Difficult people are part of life. Whether you are at work, at home, or simply out in life, there is always that person who annoys you. How do you take the high road and avoid conflict? Why get involved with someone who lives for the fight? Here are three tips to help you take the high road:
1. Remind yourself that it is NOT about you! We all tend to personalize our experiences in life. Take that coworker who walks past your desk every morning and never seems to acknowledge you, smile, say hello, or start a conversation. It is easy to assume this person is deliberately ignoring you and to take their affront personally. We will question why they say hello to one person and not to you and assume they are ignoring you deliberately.
They likely aren’t ignoring you. They are probably a million miles inside their heads and aren’t thinking about you, aren’t thinking that you are taking this personally, and aren’t trying to be rude either. They just are thinking about something else.
When you default to taking things personally, take a time-out and ask if there is possibly another explanation that has nothing to do with you. Take the high road, and don’t assume that their behavior is a personal attack. It likely isn’t.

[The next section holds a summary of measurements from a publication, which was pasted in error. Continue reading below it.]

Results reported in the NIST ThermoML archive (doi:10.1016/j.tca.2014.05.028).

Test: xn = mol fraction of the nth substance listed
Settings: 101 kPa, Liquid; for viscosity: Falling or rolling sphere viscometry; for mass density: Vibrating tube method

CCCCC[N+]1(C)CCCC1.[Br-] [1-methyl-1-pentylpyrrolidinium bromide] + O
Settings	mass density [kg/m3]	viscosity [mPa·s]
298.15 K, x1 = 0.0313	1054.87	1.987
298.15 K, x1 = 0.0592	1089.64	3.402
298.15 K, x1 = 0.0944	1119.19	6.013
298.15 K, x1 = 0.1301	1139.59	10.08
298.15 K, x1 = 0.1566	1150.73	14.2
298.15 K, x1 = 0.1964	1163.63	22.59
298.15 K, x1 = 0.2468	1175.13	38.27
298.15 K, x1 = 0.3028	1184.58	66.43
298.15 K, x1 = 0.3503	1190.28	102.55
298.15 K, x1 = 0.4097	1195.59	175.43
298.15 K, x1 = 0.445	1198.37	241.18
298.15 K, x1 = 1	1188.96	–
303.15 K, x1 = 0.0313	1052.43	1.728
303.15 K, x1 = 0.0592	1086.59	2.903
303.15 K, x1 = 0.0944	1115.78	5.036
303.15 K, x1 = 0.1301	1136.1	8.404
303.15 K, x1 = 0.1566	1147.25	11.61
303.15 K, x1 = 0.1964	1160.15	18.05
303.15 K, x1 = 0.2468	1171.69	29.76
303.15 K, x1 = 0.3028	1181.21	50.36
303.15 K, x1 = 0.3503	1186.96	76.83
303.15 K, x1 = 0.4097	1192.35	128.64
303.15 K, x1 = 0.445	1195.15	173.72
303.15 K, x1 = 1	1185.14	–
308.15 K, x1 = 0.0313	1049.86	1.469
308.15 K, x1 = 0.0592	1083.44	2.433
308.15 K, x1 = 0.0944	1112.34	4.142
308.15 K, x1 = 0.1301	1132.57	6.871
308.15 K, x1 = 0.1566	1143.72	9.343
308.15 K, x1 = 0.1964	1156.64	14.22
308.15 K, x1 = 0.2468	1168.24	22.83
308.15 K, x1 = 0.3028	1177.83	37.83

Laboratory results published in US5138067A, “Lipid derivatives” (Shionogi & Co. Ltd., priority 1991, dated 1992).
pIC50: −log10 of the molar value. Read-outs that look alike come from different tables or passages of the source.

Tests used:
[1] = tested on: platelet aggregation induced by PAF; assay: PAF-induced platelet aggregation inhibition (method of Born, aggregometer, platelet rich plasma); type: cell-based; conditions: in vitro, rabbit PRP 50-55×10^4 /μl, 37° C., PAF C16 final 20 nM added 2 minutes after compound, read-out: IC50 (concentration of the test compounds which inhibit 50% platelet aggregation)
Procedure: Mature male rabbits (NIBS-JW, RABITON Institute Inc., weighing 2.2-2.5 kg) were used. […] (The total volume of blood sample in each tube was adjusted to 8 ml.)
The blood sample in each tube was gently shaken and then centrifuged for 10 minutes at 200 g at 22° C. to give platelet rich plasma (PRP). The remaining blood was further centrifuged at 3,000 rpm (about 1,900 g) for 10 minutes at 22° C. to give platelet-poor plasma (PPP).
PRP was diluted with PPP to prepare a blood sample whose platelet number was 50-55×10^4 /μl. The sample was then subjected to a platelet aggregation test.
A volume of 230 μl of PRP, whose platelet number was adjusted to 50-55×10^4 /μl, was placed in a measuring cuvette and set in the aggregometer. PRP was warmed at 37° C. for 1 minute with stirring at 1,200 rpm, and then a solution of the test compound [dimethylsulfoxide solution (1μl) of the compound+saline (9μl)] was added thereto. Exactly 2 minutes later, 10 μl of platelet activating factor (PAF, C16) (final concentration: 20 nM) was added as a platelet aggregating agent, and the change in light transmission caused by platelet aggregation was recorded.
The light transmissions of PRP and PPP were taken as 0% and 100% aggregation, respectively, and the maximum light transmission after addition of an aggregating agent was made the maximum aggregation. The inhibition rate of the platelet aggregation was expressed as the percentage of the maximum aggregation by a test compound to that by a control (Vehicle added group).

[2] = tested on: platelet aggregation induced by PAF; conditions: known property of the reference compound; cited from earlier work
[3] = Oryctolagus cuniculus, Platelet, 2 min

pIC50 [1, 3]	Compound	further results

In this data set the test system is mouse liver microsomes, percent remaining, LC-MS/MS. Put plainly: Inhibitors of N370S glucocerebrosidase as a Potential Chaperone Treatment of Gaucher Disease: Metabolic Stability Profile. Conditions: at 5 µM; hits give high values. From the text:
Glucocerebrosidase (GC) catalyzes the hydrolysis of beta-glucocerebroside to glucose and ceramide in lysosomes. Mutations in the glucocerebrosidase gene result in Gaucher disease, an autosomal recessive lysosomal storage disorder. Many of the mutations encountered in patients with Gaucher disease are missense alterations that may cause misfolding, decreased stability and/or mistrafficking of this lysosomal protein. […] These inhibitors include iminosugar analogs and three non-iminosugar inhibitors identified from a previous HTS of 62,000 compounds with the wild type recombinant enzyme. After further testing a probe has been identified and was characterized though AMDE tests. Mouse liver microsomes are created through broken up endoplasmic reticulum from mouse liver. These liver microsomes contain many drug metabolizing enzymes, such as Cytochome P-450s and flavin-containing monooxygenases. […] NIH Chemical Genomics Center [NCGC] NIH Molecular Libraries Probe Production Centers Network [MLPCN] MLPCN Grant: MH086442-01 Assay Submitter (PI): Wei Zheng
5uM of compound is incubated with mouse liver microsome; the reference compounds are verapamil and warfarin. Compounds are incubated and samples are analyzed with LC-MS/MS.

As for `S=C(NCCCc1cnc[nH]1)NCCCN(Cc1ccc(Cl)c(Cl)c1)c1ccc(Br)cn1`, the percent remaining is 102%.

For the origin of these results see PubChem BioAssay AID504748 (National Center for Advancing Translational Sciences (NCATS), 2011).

2. Learn to bite your tongue. It is tempting to say what comes to mind in the heat of the situation, but it will cause tensions to rise rather than dissipate.
Biting your tongue is an example of taking the high road. Don’t say what is on the tip of your tongue. While it can be satisfying to snap back with a smart retort, it may be something you regret.
3. Respond vs. React. When we react, we get caught up in the emotions of the situation. When we respond, we have thought through what we are going to say, why we are going to say it, and how we will say it. By taking that pause, we can avoid a situation that causes regret.
There are times when we do need to say things, but by choosing to wait, you can take the time to respond professionally and not emotionally. If you are going to have a conversation, give yourself a 24 hour wait time before saying what you want to say. Your emotions will be calmer; you will be more professional, you will be taking the high road.
Taking the high road, being graceful, professional, and classy, is not accidental. It’s intentional. Intentionally think about what you’re going to say. Intentionally think about when you’re going to say it. Intentionally remove yourself from personal feelings of what’s going on. Intentionally be careful about what you’re doing. Take that high road.
Source: Dealing with Difficult People
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